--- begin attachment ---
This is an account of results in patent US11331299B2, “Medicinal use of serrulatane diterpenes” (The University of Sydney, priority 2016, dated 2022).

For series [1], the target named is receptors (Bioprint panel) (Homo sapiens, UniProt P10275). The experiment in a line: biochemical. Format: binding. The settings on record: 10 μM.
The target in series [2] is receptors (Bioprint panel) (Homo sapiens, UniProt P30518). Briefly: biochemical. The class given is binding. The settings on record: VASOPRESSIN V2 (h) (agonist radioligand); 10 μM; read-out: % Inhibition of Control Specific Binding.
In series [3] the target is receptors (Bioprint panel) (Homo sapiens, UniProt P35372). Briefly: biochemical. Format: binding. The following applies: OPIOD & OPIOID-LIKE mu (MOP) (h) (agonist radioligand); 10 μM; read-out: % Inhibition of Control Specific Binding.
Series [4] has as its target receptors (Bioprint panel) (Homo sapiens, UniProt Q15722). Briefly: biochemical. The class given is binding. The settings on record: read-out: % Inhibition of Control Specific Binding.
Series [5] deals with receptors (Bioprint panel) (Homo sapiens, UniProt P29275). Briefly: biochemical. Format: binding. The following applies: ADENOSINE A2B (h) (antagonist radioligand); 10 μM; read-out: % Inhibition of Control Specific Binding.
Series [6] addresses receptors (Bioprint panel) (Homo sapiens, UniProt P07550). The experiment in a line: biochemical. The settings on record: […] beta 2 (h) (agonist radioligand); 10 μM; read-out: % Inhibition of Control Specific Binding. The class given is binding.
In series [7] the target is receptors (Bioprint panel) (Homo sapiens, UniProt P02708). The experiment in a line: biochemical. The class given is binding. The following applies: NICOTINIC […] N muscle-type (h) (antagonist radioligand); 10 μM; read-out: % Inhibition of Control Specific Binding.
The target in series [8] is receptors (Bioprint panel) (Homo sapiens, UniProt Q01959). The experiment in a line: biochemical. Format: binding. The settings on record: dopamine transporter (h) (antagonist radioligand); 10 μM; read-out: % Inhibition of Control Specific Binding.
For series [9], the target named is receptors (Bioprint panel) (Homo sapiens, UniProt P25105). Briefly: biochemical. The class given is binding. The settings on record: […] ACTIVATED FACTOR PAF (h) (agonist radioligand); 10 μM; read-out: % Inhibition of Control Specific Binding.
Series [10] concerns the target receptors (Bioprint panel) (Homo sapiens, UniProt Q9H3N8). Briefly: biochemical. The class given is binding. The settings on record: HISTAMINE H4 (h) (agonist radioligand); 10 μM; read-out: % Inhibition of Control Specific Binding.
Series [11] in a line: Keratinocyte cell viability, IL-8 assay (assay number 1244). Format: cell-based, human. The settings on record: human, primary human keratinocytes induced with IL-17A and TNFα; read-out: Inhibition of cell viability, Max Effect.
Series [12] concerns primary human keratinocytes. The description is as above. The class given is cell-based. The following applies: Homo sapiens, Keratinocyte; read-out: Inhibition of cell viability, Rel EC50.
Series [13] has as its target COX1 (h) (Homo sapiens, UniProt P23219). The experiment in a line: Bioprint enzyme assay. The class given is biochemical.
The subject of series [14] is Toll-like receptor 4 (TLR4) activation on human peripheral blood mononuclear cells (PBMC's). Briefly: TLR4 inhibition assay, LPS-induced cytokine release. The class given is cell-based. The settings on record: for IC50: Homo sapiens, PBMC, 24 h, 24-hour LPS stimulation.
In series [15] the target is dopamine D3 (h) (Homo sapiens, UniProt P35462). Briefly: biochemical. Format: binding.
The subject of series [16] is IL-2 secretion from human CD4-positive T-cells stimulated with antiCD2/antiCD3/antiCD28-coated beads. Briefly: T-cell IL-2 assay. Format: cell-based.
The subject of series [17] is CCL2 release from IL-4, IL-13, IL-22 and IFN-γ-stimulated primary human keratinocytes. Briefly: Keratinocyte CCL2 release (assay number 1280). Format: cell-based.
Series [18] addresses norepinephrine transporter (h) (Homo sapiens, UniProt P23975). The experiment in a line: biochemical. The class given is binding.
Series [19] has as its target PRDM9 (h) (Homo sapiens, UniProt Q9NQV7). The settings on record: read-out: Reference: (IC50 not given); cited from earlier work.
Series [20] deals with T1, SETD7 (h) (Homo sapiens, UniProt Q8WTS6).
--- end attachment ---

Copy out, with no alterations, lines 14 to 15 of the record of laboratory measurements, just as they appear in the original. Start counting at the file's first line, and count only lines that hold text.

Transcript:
Series [13] has as its target COX1 (h) (Homo sapiens, UniProt P23219). The experiment in a line: Bioprint enzyme assay. The class given is biochemical.
The subject of series [14] is Toll-like receptor 4 (TLR4) activation on human peripheral blood mononuclear cells (PBMC's). Briefly: TLR4 inhibition assay, LPS-induced cytokine release. The class given is cell-based. The settings on record: for IC50: Homo sapiens, PBMC, 24 h, 24-hour LPS stimulation.